As Hallowe’en once again approaches, we repost a widely circulated reflection of our ruling Bishop on the question of whether Orthodox Christians ought to take part in the secular activities associated with the day. This text is extracted from a letter of Bishop Irenei of London and Western Europe to a mother and father, written in 2012, at which time His Grace was an Archimandrite.
My dear N— and A—, you are Orthodox parents raising Orthodox children in the loving embrace of the Church, and you have asked an important question relating to the cultural “celebrations” surrounding what has come to be known as “Halloween”. Let us start by saying, then, that you must put out of your mind these thoughts about “going with the culture” and permitting your children to take part in such customs “so that they won’t feel out of place with their friends.” Where secular people may feel they have the option to divorce the spiritual realm from the physical and do one thing with their bodies while believing another in their minds, we Christian people do not. We know that the actions of our bodies, and the things we do with our lives, affect our hearts and are directly connected to spiritual realms of which we are, on account of our weakness, not always immediately aware. Can you honestly think—you who gaze at and touch the holy icons in your home and in our temples, and know that the saints are present with you, and that you are drawn into their holy lives—that to be willingly surrounded by images of the demons (however childish and infantile their representation) will not also affect your heart, and your children’s hearts, and draw them closer to powers that none would call holy? And not just to gaze upon such images, but to fashion them into clothes and costumes and wear them on one’s body?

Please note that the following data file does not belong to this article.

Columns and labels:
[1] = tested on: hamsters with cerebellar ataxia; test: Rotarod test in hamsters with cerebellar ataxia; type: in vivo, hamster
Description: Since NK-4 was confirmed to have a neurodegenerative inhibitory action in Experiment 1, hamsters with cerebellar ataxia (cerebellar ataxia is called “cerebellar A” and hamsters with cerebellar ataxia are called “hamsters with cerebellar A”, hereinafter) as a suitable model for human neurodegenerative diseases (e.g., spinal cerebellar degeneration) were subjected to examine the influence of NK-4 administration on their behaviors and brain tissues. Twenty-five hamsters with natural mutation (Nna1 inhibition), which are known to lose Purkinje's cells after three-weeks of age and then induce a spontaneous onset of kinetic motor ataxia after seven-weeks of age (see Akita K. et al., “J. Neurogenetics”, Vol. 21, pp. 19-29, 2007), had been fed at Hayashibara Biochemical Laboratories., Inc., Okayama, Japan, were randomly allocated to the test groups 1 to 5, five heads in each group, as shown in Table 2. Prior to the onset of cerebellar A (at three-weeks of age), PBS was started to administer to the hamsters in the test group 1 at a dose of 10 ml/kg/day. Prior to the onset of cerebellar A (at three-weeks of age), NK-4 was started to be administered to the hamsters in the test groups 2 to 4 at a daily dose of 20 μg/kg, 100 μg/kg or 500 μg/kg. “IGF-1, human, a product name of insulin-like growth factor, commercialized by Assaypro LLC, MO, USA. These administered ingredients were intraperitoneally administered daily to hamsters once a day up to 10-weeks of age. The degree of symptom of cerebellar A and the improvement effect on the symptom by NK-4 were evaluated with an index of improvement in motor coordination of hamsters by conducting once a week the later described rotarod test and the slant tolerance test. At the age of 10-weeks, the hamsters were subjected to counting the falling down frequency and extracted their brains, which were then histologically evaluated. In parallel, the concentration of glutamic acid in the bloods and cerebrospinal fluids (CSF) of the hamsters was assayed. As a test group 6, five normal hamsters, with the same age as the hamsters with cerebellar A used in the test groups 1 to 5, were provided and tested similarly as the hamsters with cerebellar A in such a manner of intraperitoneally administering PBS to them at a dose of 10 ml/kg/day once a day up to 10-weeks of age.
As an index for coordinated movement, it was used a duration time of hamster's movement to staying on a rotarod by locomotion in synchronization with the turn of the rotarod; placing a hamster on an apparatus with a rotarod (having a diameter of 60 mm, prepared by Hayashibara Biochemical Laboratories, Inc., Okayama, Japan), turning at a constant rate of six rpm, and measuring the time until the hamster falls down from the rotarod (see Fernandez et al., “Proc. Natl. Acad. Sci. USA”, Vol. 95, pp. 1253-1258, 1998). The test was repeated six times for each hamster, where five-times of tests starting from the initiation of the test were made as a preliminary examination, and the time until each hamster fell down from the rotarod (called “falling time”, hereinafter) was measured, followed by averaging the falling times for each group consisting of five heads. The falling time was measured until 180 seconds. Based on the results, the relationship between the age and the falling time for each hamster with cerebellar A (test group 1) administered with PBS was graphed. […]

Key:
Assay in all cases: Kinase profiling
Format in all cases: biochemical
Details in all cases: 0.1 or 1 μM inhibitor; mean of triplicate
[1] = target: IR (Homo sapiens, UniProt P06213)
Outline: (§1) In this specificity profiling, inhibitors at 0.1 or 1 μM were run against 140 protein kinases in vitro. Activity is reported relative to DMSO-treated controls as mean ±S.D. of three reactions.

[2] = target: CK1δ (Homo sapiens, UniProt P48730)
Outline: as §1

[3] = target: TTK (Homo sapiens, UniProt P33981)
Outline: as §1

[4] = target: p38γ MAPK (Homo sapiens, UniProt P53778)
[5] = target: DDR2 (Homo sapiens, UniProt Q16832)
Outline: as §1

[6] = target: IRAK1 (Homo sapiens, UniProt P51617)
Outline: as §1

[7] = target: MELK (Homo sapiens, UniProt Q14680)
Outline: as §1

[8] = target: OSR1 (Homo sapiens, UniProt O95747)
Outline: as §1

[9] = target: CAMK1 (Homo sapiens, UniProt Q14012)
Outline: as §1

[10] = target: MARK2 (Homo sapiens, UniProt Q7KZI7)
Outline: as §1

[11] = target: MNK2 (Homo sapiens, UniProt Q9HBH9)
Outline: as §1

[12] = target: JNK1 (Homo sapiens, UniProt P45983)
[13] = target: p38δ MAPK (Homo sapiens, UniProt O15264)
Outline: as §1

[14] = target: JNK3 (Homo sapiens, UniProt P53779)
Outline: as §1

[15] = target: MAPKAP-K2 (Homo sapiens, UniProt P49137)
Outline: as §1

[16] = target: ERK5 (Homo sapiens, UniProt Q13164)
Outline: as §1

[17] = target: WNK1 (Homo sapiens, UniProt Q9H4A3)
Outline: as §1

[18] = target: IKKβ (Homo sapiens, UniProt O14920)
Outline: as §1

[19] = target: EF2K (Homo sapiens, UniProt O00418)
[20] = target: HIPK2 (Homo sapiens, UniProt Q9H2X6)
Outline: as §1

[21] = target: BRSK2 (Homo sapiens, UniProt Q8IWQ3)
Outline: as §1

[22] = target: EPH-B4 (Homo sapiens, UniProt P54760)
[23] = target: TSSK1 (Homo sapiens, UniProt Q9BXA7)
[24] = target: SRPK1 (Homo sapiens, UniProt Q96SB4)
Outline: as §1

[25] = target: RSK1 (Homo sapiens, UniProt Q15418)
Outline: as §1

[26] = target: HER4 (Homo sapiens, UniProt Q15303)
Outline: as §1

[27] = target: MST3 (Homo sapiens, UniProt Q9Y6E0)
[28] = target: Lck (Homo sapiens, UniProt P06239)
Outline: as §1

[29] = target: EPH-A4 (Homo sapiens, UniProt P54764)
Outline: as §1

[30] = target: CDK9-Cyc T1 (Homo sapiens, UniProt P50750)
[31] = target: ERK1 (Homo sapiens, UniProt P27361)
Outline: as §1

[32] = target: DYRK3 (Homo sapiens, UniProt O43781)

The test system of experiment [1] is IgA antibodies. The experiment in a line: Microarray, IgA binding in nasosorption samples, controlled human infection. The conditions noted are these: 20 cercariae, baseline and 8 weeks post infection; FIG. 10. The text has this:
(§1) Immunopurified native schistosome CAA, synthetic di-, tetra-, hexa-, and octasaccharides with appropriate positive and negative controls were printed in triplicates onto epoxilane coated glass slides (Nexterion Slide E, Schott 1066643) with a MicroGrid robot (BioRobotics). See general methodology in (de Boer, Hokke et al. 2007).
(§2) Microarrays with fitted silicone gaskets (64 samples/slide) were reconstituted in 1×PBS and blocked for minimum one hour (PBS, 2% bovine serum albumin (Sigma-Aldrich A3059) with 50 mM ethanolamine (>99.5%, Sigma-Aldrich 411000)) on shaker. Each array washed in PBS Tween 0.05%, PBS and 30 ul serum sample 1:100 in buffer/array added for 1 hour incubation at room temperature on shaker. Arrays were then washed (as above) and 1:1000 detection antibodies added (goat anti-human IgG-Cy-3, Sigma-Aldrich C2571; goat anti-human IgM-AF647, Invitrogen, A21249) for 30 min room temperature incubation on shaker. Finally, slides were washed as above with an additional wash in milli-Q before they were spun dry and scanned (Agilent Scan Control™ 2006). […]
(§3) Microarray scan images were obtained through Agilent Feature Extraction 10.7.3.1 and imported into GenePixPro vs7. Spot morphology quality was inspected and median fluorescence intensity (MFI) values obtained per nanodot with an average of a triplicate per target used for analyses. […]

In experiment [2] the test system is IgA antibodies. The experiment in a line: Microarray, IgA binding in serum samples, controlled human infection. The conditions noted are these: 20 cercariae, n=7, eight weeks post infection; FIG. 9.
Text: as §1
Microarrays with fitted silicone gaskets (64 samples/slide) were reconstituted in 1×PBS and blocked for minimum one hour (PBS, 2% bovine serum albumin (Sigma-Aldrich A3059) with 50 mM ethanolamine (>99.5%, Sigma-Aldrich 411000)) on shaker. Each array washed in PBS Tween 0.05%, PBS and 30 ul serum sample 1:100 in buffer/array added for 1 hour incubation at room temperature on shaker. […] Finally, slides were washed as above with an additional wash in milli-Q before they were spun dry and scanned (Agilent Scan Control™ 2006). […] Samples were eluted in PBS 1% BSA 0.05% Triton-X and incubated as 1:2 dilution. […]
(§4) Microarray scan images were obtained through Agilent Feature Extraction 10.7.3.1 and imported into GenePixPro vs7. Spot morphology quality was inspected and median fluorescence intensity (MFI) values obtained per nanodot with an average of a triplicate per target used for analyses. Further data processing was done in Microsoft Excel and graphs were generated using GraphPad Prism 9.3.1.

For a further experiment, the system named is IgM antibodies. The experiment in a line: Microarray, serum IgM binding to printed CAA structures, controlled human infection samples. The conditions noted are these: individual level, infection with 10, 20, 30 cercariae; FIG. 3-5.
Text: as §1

Some will say, “Ah, but it is only a bit of fun, these days. It’s just fancy dress. No one believes in these things!” But tell me, do you think the devil is so foolish that he does not see the opportunity that comes from something being perceived as “just fun and games”? Do you believe he does not understand that such circumstances cause us to let down our guard, to tease and toy with the very ideas of demons and spiritual darkness? That he does not rejoice precisely because such images become things of play, and therefore things that we do not guard against when the play is done?
Yet others will say, “But it is not all macabre: children trick-or-treat in costumes of angels, of cartoon characters, of animals.” But this is to fail to see the point that it is the very admixture of these two things — the playful and the demonic — that does such damage to the soul. The Scriptures say, What concord hath Christ with Belial? (2 Cor. 6.15), and yet modern man feels perfectly comfortable to join the demons to teddy-bears and unicorns; to mix the sinister with the trivial. This is because he has lost the sense of how powerfully our idle “play” affects the inner disposition of the heart. We think that if we don’t take something “seriously”, it cannot seriously affect us—but look how much woe and despair there is in the world, as the result of this delusion!
No, it is time to stand fast against this ridiculous trend. God has given you children; and now, in this very dilemma you are feeling in your heart, He is asking you how you will look after them. Will you, for the sake of “social norms”, start them at so precious and tender an age down the path of considering the spiritual world a realm of partying and jest, toying with images of evil as if they were of no consequence? Or will you spend this night teaching them of the joy of the spiritual life as it really is? “Halloween” (18th / 31st October) coincides with the eve of the feast day of our beloved pastor and illumined Father in the faith, St John of Kronstadt; and it is also the feast day of the pious virgin St Frideswide of Oxford. Look, how God has planted for you two spiritual trees that can bear fruit in your family’s life on this very night. Take your children to the Divine Services; encourage them precisely in the fact of doing something that others are neglecting — that while the world outside plays about in the frivolities of delusion and mixes demons with daydreams, you will enter into the Holy Temple where the God of all spirits dwells, to receive the Holy Spirit and be joined into a life that turned a parish priest into a clairvoyant miracle worker and a meek young woman into a wonder-working healer! And teach your children that He longs to do the same for them, that He desires to make of them great saints whom the whole world will know, if only they, and you, will let Him.
May God give you strength to stand steadfast with joy amidst these worldly trials! May He bless you, and bless your children.